Other students voiced concerns about general campus safety. Students were concerned about the lack of police presence on campus and the lack of emergency blue light TUPD phones in certain locations on campus, such as 10 West Burke Avenue, a residence hall.
Students also expressed concern over campus security. Security guards man the desks of residence halls during late night hours. The current security guards are hired from the company Abacus Corporation. Students said they have seen security guards asleep at the desk several times. Another student said they had witnessed security guards playing video games.
However, Police Chief Joe Herring said that the University is currently in the process of finding a new company to provide residence hall security due to dissatisfaction with Abacus.
“That contract is currently out for bid right now because we were dissatisfied with the job that Abacus was doing,” Herring said. “We’re actively reviewing the bids to hire a new contractor.”
Herring also told the audience that the app SaferMobility allows students to dispatch to the police station and the station can see what the app user’s phone sees.
Other resources provided to the students during the forum included the Counseling Center’s reserved crisis appointments. Because routine therapy intakes are currently two weeks out, the University has reserved spaces for students going through a crisis daily.
Some students were still dissatisfied with the Counseling Center’s wait times, though. Suggesting a 24-hour hotline for crises needing immediate attention like panic attacks.
During the forum, University staff members took notes of student concern. Cox expressed that there will be more forums in the future to continue the conversation after a recommendation from a student to do so.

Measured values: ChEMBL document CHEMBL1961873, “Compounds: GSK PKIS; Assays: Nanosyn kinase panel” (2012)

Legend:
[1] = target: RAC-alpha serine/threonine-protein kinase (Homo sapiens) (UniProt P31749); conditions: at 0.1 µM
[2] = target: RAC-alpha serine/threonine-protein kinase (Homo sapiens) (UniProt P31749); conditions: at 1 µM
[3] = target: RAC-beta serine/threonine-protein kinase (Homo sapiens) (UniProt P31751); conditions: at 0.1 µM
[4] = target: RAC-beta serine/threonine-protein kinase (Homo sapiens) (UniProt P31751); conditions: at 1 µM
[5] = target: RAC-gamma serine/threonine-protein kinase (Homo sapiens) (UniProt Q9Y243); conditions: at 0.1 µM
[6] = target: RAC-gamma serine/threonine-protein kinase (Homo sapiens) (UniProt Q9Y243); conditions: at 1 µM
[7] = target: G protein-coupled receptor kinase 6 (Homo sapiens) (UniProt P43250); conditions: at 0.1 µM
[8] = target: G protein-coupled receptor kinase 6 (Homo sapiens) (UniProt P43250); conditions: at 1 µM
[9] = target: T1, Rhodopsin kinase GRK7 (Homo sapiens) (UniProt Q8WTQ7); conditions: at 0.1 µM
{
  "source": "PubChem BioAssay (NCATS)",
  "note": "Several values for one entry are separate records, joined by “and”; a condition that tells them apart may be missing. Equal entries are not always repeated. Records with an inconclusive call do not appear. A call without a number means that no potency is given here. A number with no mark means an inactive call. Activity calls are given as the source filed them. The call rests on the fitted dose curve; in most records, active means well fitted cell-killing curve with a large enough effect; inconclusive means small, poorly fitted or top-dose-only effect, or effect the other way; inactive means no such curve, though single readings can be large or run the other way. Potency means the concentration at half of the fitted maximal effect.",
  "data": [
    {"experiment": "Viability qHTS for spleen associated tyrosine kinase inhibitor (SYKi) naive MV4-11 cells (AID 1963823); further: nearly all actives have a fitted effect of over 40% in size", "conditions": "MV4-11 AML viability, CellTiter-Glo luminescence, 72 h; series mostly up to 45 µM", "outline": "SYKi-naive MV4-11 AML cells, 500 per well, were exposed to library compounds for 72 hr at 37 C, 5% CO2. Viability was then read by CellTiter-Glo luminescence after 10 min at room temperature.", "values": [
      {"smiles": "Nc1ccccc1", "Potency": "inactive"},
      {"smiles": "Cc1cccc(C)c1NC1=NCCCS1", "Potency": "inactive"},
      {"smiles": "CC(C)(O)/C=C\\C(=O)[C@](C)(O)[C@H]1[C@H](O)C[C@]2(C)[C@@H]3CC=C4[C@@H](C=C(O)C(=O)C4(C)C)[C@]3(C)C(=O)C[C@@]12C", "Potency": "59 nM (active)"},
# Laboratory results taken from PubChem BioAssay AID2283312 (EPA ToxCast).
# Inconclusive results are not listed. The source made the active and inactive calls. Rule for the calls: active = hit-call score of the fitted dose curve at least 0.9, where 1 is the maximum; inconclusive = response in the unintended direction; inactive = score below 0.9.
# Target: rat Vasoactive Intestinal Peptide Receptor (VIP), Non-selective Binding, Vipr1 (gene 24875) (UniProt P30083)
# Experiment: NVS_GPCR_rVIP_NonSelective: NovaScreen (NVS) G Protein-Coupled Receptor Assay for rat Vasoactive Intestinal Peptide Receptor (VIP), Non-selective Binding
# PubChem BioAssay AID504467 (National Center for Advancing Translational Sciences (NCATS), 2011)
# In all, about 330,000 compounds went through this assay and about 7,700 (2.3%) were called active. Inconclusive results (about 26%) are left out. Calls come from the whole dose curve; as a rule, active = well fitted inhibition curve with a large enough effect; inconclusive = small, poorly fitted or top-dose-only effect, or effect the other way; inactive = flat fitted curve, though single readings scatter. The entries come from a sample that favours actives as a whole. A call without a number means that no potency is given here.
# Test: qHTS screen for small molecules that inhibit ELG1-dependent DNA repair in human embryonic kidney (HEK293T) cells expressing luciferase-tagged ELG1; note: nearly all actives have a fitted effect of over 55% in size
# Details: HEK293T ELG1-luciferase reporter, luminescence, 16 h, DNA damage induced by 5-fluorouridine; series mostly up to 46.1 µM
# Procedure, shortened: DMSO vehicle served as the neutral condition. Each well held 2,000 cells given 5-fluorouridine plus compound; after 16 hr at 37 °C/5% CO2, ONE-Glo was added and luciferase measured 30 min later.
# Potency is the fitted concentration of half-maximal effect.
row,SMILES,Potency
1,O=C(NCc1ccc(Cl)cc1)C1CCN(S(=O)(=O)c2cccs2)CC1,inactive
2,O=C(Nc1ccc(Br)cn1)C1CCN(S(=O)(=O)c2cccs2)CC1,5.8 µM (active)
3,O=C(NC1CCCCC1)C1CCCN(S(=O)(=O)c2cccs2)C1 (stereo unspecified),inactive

“We’ve heard the fact that there’s not enough officers that are on the ground walking around, not profiling, but providing support,” Schatzel said. “That we need to be able to take a look at whether or not that we have increased security that doesn’t fall asleep or play video games in the places that we have. That we have to take a look at an escort or some type of system.”
Students were concerned about the University following up and addressing their concerns. Schatzel ensured students that their concerns would be addressed “as soon as possible.”
“What I’d like to make sure is that there’s clear accountability for the ‘when’ and that has been heard,” Schatzel said. “So what I want to be able to do is to have us work through SGA and their assembly to be able to have the fact that what we’ve heard is documented and that we all agree those are the priorities and that we set a plan in place to be able to do that.”
Freshman Cache Taylor thought the forum was productive overall, but hoped for more direct answers from the University administration.
“I believe there were good topics that were brought up,” Taylor said. “Sometimes we [got the answers we wanted], but “I feel like a lot of this was repetitive and they were sugar-coating a lot of things. And I feel like they could have went into more detail and could have actually shown interest.”
Emily Hinton, the victim of the Sept. 7 hate-bias incident at the Towson home-opener football game, expressed her concern about the reporting of hate-bias incidents.
“I feel like that’s what happens a lot with these types of instances,” she said. “People feel like they can’t speak up for themselves, and I can see exactly why.”
SGA President Naimah Kargbo invited students to use SGA as a resource and source of support.
“If you feel administration doesn’t care, I do,” said Kargbo. “My door is open and we will make sure that this work gets done.”
– Alex Best and Mary-Ellen Davis contributed to this article.